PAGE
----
Generally there are four types of shapes of multicultural hair that exist around the world, for example, oriental or Mongolian hair, Caucasian hair, African - descent hair and mixed race wavy hair. The Mongolian or oriental hair is extremely straight, Caucasian hair is not as straight as the Mongolian hair but it is relatively quite straight. On the other side of spectrum, African-descent hair is extremely curly, whereas mixed race wavy hair comes in tremendous varieties because of variation in the degree of ortho cortical cells in hair cortex.
Figure 2.13: Shapes of Mangoloid/Asian, Caucasian, and African-American hair.
One of the ways to compare different hair textures is to compare the radius of the waves in the hair. If the radius of the wave is large then the hair tends to be slightly wavy: as this wave radius turns small, the hair becomes wavier[i]. The other way is to compare the cross section of the hair fibers in terms of their major and minor axis. The ratio of the diameters of major to minor axis determines the ellipticity of the hair fibers as explained under Structure of Hair. It is a well-known fact that as the ellipticity of the hair increases; the curliness of the hair fibers also increases.
The ellipticity of Mongolian or Oriental hair is 1. 20, Caucasian hair is 1.4, and African hair is 1.89 or 1.86, as reported by Kamath et al[ii] and Syed et al[iii]. The ellipticity of curly Afro Brazilian hair exceeds even 1.89 for certain hair fibers. The ellipticity of curly hair changes across the length of the fiber significantly and ranges from 1.00 to 3.25 (Syed et al, 2013)[iv]. Therefore, it proves that African hair is extremely elliptical and it is like a twisted oval rod or ribbon whereas straight Caucasian hair and Mongolian hair have a more cylindrical shape. Figures 2.14 show the fiber ellipticity scan of a fiber 5 centimeters in length for African American hair.
Figure 2.14: The diameter (X and Y axis) scan of an African-American hair fiber is 5 cm is length.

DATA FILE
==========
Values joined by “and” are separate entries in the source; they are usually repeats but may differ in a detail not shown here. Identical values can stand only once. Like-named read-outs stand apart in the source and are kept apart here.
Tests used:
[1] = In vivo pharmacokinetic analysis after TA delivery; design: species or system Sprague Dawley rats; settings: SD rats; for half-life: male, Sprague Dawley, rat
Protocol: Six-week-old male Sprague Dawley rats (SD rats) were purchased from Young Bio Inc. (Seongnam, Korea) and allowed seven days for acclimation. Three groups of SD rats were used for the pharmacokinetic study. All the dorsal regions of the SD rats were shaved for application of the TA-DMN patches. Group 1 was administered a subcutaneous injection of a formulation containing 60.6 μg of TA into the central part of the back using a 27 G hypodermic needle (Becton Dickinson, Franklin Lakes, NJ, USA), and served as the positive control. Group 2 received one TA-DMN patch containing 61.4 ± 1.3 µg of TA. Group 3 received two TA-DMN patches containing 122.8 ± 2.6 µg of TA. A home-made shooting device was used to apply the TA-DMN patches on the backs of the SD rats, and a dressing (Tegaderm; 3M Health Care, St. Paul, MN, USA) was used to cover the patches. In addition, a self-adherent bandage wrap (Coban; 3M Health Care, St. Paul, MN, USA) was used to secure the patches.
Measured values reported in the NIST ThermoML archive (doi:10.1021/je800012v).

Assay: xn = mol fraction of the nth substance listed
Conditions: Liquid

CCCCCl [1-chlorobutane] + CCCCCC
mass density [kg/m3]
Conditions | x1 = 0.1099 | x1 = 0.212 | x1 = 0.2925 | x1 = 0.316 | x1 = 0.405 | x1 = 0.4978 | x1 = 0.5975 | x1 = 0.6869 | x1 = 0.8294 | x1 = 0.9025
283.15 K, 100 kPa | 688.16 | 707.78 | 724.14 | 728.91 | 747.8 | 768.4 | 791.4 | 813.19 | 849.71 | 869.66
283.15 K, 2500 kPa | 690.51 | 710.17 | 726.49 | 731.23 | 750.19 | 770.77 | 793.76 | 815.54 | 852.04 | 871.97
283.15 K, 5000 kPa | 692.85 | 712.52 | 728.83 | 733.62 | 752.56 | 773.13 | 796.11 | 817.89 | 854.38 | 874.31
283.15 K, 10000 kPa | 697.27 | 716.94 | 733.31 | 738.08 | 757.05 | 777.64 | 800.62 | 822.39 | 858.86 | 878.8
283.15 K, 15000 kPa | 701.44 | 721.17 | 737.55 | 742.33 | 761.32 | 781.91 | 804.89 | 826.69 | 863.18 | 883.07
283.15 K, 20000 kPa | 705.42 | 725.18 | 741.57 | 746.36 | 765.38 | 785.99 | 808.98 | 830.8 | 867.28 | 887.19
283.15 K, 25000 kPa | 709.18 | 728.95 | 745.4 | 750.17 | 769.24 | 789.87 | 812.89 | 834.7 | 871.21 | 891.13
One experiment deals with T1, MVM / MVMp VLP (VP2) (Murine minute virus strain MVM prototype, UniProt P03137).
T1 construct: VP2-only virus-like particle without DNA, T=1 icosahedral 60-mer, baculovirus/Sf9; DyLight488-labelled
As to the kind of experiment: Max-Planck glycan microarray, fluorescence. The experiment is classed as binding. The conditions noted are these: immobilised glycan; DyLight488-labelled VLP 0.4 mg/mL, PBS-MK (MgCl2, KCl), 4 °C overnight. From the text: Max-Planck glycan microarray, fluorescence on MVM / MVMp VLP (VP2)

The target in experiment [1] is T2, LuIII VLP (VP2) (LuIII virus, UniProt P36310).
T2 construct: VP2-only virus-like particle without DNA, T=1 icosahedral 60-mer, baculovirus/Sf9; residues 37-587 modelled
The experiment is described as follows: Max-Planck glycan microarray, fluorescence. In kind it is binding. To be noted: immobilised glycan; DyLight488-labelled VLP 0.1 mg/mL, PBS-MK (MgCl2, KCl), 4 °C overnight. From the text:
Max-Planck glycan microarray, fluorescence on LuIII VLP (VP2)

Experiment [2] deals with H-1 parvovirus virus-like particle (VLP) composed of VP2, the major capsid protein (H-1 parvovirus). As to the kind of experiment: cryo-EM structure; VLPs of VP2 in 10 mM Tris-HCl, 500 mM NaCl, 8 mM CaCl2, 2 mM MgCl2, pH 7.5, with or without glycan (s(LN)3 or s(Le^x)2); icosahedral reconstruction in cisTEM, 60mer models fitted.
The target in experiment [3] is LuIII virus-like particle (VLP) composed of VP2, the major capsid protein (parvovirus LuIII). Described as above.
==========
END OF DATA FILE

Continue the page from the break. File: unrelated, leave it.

The fiber shows a very high variability in the fiber diameter from point to point along the hair shaft. This type of hair has many stress point along the hair shaft and breaks very easily upon stretching, as shown in the section under fiber break force comparisons.
Caucasian hair fibers show less variability in their diameter, as shown in the 5 cm scan of fiber diameters along the hair shaft, in Figure 2.15.
Figure 2.15: The diameter (X and Y axis) scan of a Caucasian hair fiber, 5 cm is length.
The variability in X and Y axis of the hair fiber diameter is minimum as compare to African American hair fiber. The X and Y axis of the diameter range between 60 to 80 microns. In case the African-American hair (Figure 2.14), the range of the diameter is 60 to 130 microns along with occasional shifting of major and minor axis.
Hair Diameter Variability along the Hair Shaft:
Hair diameter of the three types of hair indicate that Mongolian/Oriental hair has the least variation in the diameter across a single fiber as compared to Caucasian and African hair fibers. African hair fiber is the most irregular in its diameter across a single fiber compared to Caucasian and Mongolian/Oriental hair fibers, as shown in Figure 2.16.
Figure 2.16: The variability in hair ellipticity of various ethnicities along the single hair fiber shaft
African-American hair exhibits the most variation in fiber ellipticity along a single hair fiber as compared to Afro-Brazilian, Hispanic and Caucasian hair.
[i] Nagase, S., Tsuchiya, M., Matsui, T., Shibuichi, S., Tsujimura, H., Satoh, N., Itou, T., Koike, K., & Tsujii, K. (2008). Characterization of curved hair of Japanese women with reference to internal structures and amino acid composition. J. Cosmet. Sci., 59, 317 –332.
[ii] YK Kamath, and S Hornby. (1984). Mechanical and Fractographic Behavior of Negroid Hair. J. Soc. Cosmet Chem, (35): 21 – 43
[iii] AN Syed, A Kuhajda, H Ayoub, K Ahmad, and E Frank (1995). African American Hair: Its physical properties and differences relative to Caucasian hair, Cos & Toil, 110: 46.
[iv] AN Syed, TN Ventura, and MN Syed. (2013). Hair ethnicity and ellipticity: A preliminary study. Cosmet & Toil, 128, (4), 250-259.